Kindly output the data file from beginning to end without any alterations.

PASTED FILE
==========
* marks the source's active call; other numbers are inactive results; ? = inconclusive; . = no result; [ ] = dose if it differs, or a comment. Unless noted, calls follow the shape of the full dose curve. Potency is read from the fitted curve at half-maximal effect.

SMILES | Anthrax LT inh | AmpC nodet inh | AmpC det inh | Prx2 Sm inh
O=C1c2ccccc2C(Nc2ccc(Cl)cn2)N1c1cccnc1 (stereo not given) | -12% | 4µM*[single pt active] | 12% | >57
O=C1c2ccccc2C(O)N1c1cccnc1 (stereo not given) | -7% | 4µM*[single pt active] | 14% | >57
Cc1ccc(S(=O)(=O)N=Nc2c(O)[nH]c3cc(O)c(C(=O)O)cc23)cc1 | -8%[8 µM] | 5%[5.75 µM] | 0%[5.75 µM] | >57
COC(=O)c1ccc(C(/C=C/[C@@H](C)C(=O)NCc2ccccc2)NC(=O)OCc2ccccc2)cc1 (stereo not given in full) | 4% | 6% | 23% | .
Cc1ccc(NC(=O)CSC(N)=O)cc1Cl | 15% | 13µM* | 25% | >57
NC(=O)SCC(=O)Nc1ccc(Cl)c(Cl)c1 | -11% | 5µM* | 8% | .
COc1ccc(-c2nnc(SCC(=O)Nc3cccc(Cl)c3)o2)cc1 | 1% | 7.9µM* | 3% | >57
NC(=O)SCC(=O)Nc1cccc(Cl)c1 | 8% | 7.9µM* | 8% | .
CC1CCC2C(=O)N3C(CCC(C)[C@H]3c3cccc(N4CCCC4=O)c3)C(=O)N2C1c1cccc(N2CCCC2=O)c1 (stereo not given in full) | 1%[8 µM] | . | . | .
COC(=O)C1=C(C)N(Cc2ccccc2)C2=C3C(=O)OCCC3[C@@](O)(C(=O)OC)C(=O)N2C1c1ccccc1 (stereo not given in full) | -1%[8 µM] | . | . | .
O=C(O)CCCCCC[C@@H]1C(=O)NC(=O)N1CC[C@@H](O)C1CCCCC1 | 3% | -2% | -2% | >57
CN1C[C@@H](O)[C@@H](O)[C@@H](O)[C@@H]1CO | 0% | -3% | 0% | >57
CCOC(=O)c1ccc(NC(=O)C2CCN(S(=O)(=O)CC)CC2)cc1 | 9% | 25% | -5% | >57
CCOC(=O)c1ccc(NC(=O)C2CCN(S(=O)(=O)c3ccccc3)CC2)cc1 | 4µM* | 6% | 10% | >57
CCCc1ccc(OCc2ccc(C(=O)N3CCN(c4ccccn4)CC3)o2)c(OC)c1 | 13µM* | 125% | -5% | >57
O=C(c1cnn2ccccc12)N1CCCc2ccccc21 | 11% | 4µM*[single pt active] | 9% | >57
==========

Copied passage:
* marks the source's active call; other numbers are inactive results; ? = inconclusive; . = no result; [ ] = dose if it differs, or a comment. Unless noted, calls follow the shape of the full dose curve. Potency is read from the fitted curve at half-maximal effect.

SMILES | Anthrax LT inh | AmpC nodet inh | AmpC det inh | Prx2 Sm inh
O=C1c2ccccc2C(Nc2ccc(Cl)cn2)N1c1cccnc1 (stereo not given) | -12% | 4µM*[single pt active] | 12% | >57
O=C1c2ccccc2C(O)N1c1cccnc1 (stereo not given) | -7% | 4µM*[single pt active] | 14% | >57
Cc1ccc(S(=O)(=O)N=Nc2c(O)[nH]c3cc(O)c(C(=O)O)cc23)cc1 | -8%[8 µM] | 5%[5.75 µM] | 0%[5.75 µM] | >57
COC(=O)c1ccc(C(/C=C/[C@@H](C)C(=O)NCc2ccccc2)NC(=O)OCc2ccccc2)cc1 (stereo not given in full) | 4% | 6% | 23% | .
Cc1ccc(NC(=O)CSC(N)=O)cc1Cl | 15% | 13µM* | 25% | >57
NC(=O)SCC(=O)Nc1ccc(Cl)c(Cl)c1 | -11% | 5µM* | 8% | .
COc1ccc(-c2nnc(SCC(=O)Nc3cccc(Cl)c3)o2)cc1 | 1% | 7.9µM* | 3% | >57
NC(=O)SCC(=O)Nc1cccc(Cl)c1 | 8% | 7.9µM* | 8% | .
CC1CCC2C(=O)N3C(CCC(C)[C@H]3c3cccc(N4CCCC4=O)c3)C(=O)N2C1c1cccc(N2CCCC2=O)c1 (stereo not given in full) | 1%[8 µM] | . | . | .
COC(=O)C1=C(C)N(Cc2ccccc2)C2=C3C(=O)OCCC3[C@@](O)(C(=O)OC)C(=O)N2C1c1ccccc1 (stereo not given in full) | -1%[8 µM] | . | . | .
O=C(O)CCCCCC[C@@H]1C(=O)NC(=O)N1CC[C@@H](O)C1CCCCC1 | 3% | -2% | -2% | >57
CN1C[C@@H](O)[C@@H](O)[C@@H](O)[C@@H]1CO | 0% | -3% | 0% | >57
CCOC(=O)c1ccc(NC(=O)C2CCN(S(=O)(=O)CC)CC2)cc1 | 9% | 25% | -5% | >57
CCOC(=O)c1ccc(NC(=O)C2CCN(S(=O)(=O)c3ccccc3)CC2)cc1 | 4µM* | 6% | 10% | >57
CCCc1ccc(OCc2ccc(C(=O)N3CCN(c4ccccn4)CC3)o2)c(OC)c1 | 13µM* | 125% | -5% | >57
O=C(c1cnn2ccccc12)N1CCCc2ccccc21 | 11% | 4µM*[single pt active] | 9% | >57